By Sruthi Shankar
(Reuters) - Wall Street was set for a positive session on Thursday, as speculation over China halting U.S. bond purchases eased and investors focused on quarterly earnings reports and rising oil prices.
U.S. crude futures <CLc1> rose to $63.82 a barrel, its highest since December 2014, boosted by a surprise drop in U.S. production and lower crude inventories. [O/R]
Positive brokerage recommendations on oil majors Exxon <XOM.N> and Chevron <CVX.N> lifted their shares up about 0.3 percent in premarket trading.
"It's back to a generally positive mode," said Scott Brown, chief economist at Raymond James in St. Petersburg, Florida.
At 8:34 a.m. ET (1334 GMT), Dow e-minis <1YMc1> were up 36 points, or 0.14 percent, with 21,314 contracts changing hands.
S&P 500 e-minis <ESc1> were up 4.5 points, or 0.16 percent, with 118,575 contracts traded.
Nasdaq 100 e-minis <NQc1> were up 11.25 points, or 0.17 percent, on volume of 28,769 contracts.
The S&P and the Nasdaq snapped their six-day rally on Wednesday after Reuters reported Canada is increasingly convinced U.S. President Donald Trump would soon announce an exit from the North American Free Trade Agreement.
"I think it is very disruptive. We've seen a lot of firms concerned about supply chains going forward, and many have tried to secure alternative supply-chains if the President pulls out of NAFTA. But the market is just taking this in a stride now," Brown said.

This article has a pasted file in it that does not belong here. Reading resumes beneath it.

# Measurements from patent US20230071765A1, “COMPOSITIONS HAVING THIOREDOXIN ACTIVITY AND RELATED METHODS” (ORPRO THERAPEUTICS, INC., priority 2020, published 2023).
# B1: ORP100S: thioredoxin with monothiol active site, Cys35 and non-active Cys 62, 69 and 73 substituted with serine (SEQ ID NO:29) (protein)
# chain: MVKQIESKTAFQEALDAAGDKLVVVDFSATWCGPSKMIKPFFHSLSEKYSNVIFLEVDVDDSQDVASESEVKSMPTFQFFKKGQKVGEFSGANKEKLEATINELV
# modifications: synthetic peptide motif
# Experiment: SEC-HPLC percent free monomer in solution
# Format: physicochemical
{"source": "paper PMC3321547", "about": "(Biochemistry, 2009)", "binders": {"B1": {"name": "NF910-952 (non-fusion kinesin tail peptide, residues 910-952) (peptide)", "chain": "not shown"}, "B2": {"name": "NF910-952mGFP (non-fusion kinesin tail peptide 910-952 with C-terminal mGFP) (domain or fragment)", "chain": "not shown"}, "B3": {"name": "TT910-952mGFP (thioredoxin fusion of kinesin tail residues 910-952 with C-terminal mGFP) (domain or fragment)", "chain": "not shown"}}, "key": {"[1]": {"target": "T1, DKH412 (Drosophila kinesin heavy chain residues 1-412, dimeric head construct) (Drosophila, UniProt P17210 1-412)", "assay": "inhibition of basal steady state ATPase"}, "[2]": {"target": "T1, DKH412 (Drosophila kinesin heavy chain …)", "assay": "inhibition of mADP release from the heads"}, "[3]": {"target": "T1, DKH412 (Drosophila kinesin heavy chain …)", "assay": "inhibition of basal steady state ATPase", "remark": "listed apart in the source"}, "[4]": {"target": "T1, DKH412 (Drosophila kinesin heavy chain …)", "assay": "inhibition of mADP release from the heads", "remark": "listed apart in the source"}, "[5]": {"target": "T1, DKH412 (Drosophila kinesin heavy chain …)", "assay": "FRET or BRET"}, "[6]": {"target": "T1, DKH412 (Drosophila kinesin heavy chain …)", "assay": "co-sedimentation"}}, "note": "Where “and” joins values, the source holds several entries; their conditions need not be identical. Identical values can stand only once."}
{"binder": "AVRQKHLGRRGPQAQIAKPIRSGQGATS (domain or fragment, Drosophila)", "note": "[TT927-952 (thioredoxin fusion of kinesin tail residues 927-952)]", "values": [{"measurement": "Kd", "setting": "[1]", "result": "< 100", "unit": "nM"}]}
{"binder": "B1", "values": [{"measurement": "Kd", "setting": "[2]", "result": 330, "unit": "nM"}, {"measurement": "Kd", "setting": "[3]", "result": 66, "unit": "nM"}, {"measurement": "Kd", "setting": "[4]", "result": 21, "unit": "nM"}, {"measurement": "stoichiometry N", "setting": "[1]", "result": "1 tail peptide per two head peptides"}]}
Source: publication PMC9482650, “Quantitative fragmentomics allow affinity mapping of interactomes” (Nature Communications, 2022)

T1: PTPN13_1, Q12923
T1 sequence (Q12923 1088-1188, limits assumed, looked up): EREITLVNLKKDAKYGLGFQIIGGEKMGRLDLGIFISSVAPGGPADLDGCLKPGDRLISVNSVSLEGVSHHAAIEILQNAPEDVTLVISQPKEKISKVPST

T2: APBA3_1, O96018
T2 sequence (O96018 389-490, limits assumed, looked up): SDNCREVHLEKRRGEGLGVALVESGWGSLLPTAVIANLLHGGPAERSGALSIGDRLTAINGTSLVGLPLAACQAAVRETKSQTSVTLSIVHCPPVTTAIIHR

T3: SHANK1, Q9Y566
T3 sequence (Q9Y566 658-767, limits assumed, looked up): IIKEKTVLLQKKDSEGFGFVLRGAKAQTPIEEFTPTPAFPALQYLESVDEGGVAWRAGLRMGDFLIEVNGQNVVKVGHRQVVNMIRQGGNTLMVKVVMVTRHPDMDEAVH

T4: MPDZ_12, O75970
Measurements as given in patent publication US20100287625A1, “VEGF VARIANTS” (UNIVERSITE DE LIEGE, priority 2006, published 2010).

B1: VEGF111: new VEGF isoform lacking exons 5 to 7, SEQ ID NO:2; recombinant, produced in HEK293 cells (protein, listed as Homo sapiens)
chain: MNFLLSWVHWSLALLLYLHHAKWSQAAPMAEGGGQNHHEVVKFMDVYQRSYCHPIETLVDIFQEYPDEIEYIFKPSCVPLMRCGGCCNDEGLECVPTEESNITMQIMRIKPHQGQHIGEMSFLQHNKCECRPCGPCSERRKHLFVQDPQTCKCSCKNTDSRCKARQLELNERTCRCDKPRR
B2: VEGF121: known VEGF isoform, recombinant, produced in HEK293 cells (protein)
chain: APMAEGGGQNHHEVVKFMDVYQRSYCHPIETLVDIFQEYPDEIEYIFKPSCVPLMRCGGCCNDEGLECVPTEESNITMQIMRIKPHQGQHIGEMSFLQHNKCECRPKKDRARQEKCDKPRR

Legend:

U.S. Treasury yields eased from their 10-month highs after China dismissed a Bloomberg report saying Chinese officials had recommended halting the country's U.S. bond purchases.
Investors will be looking at the fourth-quarter earnings season, which begins on Friday with big U.S. lenders JPMorgan <JPM.N> and Wells Fargo <WFC.N>.
Earnings for S&P 500 companies are expected to increase by 11.8 percent on average, with the biggest contribution from the energy sector, according to Thomson Reuters I/B/E/S.
Delta Air Lines <DAL.N> was up 3.7 percent after the company's profit for the fourth quarter beat estimates.
Xerox shares <XRX.N> jumped 6.10 percent after the Wall Street Journal reported the copier maker was in deal talks with Japanese camera maker Fujifilm Holdings <4901.T> that could include a change in control of Xerox.
Data showed U.S. producer prices fell in December for the first time in nearly 1-1/2 years amid declining costs for services, which could temper expectations that inflation will accelerate in 2018.
Separately, the number of Americans filing for unemployment benefits unexpectedly rose last week.
(Reporting by Sruthi Shankar in Bengaluru; Editing by Saumyadeb Chakrabarty and Arun Koyyur)